For 364 days out of the year, Gracias, a town of about 25,000 people located four hours from the famous Copan ruins, is merely one of the most charming small towns in Honduras. Iglesia San Marcos, a yellow-and-white lemon meringue pie of a church, anchors the town's leafy central park. Cowboys on horseback and women selling homemade bread from baskets on their heads are as common on the cobblestone streets as motorized vehicles. There is no ATM.

Like so much of this part of the world, Gracias was conquered by Spaniards in the early 1500s, but not without a remarkable amount of resistance from the indigenous Lenca people led by a hothead known as Chief Lempira. He managed to unite historically warring tribes into an anti-Spaniard force 30,000 strong.

The Lencan leader was eventually killed by the Spanish and in his absence the popular uprising fizzled. However, Chief Lempira's legend lives on. The currency of Honduras is called the lempira and he is still a hero to the Lencans, the largest indigenous group in Honduras.

I arrived in Gracias the day before the most important Lencan festival, Cacique (Chief) Lempira Day. Held every July 20 and celebrated nationwide, the event is most vibrant here, in the heart of southeastern Honduras' 80-mile Ruta Lenca. Even the country's president helicopters in to attend.

Although the festival was a mere 24 hours away, preparations moved forward at the typical Central American pace: slow and more or less steady.

The town's central park was ringed with temporary stalls in various stage of construction, each adorned with palm leaves and bamboo and garlands of vines and other jungle finds until the structures looked more like wildlife observation blinds than coffee stands and craft stalls. Women were sweeping the dusty streets. Children were bouncing off everything in sight, fueled by pure anticipation.

Somehow everything was ready for the parade's 9 a.m. start the following day. For the next three hours, the streets of Gracias were awash in homemade floats topped with waving children and adorable animals, groups of costumed paraders representing either the Spanish or the Lencans, the sound of marching bands and beauty queens of all ages, each wearing a heavy handmade dress decorated with beans, corn kernels and plants in designs representing Lempira's face, farm life and jungle scenes. Many of the dresses also had decorated side panels, which added even more weight.

An impressive fireworks display, daring flyovers by a pair of jets from the Honduran Air Force and the presence of Porfirio Lobo Sosa, the president of Honduras since a 2009 coup ousted Manuel Zelaya, provided dramatic peaks to the day's events. The emotional culmination of the festival, however, was a solemn costumed re-enactment of Chief Lempira's final moments at the hands of the Spanish, re-enacted by children wearing conquistador helmets made of silver paper and riding papier-mâché horses.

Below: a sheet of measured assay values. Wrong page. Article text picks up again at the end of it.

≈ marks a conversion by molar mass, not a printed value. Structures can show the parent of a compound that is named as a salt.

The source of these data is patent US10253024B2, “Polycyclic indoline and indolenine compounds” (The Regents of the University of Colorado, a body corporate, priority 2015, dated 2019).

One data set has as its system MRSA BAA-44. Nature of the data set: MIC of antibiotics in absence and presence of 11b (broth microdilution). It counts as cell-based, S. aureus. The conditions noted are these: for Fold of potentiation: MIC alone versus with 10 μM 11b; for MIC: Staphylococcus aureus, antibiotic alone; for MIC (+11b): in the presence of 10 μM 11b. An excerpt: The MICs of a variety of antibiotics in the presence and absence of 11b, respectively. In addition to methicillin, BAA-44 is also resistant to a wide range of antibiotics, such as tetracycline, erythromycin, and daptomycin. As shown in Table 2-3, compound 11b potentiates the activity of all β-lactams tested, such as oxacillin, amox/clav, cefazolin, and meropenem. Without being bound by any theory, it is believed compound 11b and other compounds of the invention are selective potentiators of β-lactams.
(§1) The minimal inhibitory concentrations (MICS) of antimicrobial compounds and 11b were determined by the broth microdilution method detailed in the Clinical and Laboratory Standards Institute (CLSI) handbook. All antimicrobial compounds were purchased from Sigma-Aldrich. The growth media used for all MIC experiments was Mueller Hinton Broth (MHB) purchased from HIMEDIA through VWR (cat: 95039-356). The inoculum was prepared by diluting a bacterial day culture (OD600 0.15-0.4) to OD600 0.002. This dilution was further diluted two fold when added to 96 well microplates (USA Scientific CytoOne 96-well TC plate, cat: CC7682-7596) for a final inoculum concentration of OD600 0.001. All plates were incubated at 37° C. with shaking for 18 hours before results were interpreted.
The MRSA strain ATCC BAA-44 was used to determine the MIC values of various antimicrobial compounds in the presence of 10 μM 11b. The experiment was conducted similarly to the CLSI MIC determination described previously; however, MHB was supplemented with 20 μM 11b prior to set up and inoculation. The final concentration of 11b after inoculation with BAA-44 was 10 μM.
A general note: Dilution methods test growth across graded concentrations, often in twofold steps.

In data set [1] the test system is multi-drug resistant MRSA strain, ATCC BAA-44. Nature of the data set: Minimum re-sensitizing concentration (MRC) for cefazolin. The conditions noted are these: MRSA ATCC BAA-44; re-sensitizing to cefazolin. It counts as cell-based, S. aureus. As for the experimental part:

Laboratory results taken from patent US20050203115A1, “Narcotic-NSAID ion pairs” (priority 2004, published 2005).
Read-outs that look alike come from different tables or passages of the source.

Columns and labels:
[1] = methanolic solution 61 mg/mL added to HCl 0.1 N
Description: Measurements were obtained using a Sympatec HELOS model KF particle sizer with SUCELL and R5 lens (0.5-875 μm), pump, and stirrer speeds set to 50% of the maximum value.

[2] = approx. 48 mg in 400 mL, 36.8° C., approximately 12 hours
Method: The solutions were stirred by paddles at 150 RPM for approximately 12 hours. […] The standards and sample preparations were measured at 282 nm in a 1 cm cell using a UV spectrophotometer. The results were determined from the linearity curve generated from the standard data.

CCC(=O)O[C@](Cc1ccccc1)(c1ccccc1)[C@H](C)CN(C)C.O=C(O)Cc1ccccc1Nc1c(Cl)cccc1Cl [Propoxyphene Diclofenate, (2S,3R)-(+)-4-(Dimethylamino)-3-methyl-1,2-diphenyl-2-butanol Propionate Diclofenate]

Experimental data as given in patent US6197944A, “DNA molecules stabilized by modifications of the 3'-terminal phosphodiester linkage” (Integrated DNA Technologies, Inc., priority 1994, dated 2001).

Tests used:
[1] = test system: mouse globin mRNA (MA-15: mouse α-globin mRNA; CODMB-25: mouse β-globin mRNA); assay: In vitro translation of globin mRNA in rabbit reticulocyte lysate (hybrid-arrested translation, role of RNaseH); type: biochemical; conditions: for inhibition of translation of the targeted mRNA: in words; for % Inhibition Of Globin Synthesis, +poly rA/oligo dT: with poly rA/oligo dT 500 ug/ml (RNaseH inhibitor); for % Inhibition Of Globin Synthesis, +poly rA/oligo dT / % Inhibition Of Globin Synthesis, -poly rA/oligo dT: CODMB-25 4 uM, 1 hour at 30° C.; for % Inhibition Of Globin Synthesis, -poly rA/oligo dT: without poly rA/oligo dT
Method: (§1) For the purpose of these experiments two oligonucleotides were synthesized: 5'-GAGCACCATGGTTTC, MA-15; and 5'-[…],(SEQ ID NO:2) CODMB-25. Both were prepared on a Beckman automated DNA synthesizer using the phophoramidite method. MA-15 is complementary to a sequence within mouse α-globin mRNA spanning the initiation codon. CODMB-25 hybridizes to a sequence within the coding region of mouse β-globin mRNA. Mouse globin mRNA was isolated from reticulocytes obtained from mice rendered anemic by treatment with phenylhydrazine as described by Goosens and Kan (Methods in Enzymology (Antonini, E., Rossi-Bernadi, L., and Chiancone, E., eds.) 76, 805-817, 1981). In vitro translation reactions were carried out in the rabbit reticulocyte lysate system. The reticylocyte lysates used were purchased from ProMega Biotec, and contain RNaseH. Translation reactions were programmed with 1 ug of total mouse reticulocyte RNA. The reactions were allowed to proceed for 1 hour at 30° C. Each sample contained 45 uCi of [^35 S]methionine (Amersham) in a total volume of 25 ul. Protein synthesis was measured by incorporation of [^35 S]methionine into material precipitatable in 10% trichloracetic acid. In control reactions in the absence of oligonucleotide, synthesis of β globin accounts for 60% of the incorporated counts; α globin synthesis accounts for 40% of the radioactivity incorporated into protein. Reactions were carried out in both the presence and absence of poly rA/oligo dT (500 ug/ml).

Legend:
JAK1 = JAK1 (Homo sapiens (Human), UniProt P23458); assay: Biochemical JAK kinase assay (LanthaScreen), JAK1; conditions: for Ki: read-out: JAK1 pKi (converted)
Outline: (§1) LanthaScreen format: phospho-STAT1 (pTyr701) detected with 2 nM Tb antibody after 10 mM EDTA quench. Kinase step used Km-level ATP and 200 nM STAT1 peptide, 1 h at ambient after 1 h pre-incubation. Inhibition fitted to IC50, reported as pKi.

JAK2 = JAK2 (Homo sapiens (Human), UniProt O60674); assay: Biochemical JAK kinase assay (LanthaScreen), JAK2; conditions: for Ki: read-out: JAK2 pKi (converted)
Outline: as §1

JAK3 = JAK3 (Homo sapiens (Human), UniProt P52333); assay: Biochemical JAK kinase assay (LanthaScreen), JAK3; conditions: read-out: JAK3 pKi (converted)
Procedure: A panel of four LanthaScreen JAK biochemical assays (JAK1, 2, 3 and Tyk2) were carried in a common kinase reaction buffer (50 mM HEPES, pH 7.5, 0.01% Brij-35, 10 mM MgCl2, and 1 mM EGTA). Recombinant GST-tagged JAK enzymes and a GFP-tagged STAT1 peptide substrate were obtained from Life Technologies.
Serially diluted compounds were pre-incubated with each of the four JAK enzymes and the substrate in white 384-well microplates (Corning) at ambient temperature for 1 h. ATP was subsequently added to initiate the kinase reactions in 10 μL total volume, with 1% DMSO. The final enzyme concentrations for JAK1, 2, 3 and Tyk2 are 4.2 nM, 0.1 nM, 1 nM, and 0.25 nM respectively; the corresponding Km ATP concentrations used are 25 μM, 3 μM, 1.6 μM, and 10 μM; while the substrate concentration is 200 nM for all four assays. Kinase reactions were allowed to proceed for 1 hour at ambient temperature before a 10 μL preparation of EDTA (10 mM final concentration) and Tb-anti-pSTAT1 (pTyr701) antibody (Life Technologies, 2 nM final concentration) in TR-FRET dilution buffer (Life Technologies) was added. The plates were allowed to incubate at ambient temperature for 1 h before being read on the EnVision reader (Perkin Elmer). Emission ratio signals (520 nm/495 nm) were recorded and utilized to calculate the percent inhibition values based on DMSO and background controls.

The next day, with no costumed children or visiting politicians on the streets, Gracias resumed its languid pace. I wandered into the Casa Galeano museum for a more formal introduction to Lencan culture. The breezy rooms in this former home are now full of masks, pottery, history and lore, including the Lencan legend of La Sucia, a mythical hag believed to present herself as a gorgeous temptress.

History in their hands

The tiny village of La Campa, less than 10 miles from Gracias, is the epicenter of traditional Lencan pottery production. Using techniques that date to the 1500s, Lencan women create pots of clay, water and natural dyes. The dishes, cooking vessels and enormous urns are decorated with geometric patterns inspired by natural elements such as the moon. Displays at the Centro de Interpretacion de Alfarería Lenca pottery museum give a good overview of the process and art that's being kept alive there.

You won't find a pottery shop in La Campa, but many of the potters' homes and workshops are open to the public. Doña Desideria Peres is one of the best known local potters (anyone in town can direct you to her workshop). Examples of her reddish-brown glazed pots adorn the lobby of the Hotel Real Camino Lenca in Gracias.

It's worth continuing another 10 miles past La Campa to the Lencan town of San Manuel De Colohete. Settled by some of Chief Lempira's warriors, the big attraction here (besides the verdant, hilly scenery) is the Iglesia de Nuestra Señora de Concepcion, one of the loveliest and oldest churches in Honduras.

Built by the Spanish in 1721, the interior still shows traces of 400-year-old frescoes and a wonderful wooden ceiling that was constructed without nails. Although some renovation has taken place, the church retains an ambience of elegant decay and an almost Moorish style. If the doors are locked, ask in town for the key and locals will proudly show you their "Sistine Chapel of Latin America."

The conquistadors may have defeated Chief Lempira and named this town Gracias de Dios in thanks for finally finding land flat enough to build on, but it's Lempira's legacy that makes me thankful.